Ross DeVol, President & CEO, Heartland Forward
Ross DeVol was brought to Bentonville, Arkansas, in 2017, to establish Heartland Forward which is now recognized as a policy “think” and “do” tank focused on improving the economic performance of the 20 states in the middle of the country. It is a 501c3, nonpartisan organization dedicated to research and programs focused on four key pillars ultimately aiming to improve the quality of life for people of the heartland. The four pillars are innovation and entrepreneurship, human capital and workforce development, health and wellness and regional competitiveness.
Heartland Forward’s goal is to promote regional innovation and entrepreneurial ecosystems fostering job creation, wage gains, health and wellbeing and economic growth for the American Heartland.
Heartland Forward pursues its mission through independent, data-driven research, action-oriented convenings, such as the Heartland Summit, and impactful policy recommendations and programs such as Connecting the Heartland and the Community Growth Program and Toolkit. Heartland Forward works with universities, colleges, the business community, economic development officials, public policy leaders and philanthropy to analyze resources supporting the startup community and identify workforce and talent gaps.
DeVol has raised the profile of Heartland Forward through media engagement with quotes in the New York Times, Wall Street Journal, Economist and Axios and op-eds in the Dallas Morning News, Milwaukee Journal Sentinel and Des Moines Register as well as TV appearances on Bloomberg and throughout the heartland. Heartland Forward research on the economic savings attributable to rapid vaccine development and deployment was cited by Pfizer in their quarter earnings call and Intel’s CEO announced their Ohio investment in two new chips plants at the White House as the “Silicon Heartland,” based, in part, on the organization’s research on reshoring manufacturing in the heartland.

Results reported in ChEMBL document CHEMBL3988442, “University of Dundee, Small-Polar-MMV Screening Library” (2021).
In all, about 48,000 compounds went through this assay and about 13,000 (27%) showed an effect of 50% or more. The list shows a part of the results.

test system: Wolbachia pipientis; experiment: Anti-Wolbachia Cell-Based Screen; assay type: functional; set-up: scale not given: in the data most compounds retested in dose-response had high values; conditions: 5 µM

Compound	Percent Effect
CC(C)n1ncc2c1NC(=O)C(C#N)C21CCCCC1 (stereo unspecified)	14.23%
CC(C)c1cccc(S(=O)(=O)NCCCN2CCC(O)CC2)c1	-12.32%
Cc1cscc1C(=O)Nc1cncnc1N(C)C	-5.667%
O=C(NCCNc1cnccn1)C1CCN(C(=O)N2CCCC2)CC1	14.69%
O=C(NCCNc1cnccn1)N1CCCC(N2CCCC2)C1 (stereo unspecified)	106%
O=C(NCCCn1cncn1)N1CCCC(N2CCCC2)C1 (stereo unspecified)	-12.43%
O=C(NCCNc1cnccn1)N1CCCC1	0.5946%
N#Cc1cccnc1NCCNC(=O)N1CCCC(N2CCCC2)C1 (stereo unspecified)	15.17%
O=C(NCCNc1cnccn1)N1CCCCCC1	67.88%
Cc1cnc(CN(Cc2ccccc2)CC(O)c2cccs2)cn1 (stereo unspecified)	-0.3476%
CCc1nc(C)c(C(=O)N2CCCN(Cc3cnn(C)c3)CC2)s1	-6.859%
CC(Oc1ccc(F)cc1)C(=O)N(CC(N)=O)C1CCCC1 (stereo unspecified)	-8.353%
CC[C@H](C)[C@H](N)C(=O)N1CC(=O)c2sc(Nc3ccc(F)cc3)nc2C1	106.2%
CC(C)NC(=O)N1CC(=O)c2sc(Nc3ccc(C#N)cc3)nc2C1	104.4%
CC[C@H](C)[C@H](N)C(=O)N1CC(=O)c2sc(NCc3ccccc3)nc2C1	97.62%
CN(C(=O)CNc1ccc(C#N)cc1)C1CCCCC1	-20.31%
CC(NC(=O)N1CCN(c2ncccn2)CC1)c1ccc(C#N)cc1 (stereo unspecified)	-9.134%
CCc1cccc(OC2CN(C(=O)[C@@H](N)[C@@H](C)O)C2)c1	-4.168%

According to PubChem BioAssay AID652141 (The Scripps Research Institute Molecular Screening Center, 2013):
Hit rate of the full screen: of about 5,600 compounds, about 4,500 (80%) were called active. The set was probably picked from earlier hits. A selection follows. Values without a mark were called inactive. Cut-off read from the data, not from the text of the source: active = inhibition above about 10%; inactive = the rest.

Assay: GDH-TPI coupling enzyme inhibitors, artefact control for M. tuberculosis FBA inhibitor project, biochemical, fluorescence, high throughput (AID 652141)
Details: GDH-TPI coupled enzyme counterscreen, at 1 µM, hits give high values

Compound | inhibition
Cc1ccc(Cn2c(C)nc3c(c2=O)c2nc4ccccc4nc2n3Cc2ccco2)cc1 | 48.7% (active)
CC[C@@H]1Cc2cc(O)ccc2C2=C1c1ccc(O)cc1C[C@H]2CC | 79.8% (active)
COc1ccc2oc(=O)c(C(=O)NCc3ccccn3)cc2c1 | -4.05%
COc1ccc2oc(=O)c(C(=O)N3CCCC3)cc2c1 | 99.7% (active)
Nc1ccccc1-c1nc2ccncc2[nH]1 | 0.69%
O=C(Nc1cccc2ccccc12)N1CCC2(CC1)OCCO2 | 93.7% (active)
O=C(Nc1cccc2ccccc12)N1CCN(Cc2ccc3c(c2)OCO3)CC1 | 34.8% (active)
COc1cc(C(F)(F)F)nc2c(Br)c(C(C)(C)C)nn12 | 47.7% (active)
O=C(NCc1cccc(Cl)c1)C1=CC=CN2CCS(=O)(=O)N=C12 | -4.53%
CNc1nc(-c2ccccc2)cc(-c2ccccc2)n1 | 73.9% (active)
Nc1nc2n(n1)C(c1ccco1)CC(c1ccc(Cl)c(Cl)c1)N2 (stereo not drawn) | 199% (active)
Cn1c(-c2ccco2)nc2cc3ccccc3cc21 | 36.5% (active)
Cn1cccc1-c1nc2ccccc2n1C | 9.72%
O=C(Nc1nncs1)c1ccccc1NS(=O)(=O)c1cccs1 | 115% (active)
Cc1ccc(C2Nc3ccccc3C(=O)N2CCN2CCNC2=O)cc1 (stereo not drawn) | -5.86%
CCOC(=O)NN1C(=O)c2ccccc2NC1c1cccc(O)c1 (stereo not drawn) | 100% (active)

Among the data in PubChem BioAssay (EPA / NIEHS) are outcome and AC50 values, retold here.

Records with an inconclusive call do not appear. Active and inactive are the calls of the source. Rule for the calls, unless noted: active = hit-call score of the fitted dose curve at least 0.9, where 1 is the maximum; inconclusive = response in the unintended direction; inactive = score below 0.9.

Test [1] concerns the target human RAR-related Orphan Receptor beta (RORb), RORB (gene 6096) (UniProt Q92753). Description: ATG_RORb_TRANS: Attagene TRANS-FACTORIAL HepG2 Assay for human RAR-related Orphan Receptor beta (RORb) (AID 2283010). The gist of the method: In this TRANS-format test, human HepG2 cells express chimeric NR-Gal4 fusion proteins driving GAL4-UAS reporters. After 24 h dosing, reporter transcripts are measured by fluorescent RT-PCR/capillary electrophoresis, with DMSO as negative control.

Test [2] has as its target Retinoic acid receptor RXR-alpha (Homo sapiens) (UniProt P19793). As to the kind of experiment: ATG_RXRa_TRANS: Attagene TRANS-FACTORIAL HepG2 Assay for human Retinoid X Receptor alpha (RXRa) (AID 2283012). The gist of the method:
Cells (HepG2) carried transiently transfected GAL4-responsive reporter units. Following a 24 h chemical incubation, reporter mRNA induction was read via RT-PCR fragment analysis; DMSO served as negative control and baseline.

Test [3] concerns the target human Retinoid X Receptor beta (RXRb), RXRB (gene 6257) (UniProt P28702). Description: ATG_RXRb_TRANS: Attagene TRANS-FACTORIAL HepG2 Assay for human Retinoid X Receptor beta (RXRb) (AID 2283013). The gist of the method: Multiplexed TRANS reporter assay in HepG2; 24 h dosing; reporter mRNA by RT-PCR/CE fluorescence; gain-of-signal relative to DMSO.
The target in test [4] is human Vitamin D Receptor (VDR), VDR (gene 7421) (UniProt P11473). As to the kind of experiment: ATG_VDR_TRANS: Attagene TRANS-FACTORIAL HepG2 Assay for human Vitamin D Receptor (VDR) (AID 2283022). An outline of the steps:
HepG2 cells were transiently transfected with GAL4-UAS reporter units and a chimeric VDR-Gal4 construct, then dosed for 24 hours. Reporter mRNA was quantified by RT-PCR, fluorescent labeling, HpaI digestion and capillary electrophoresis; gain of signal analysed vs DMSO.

DeVol is former chief research officer for the Milken Institute where he spent nearly 20 years, an economic think tank headquartered in California. He oversaw research on international, national and
comparative regional growth performance; access to capital and its role in economic growth and job creation; and health-related topics. He has been ranked among the “Superstars of Think Tank Scholars” by International Economy magazine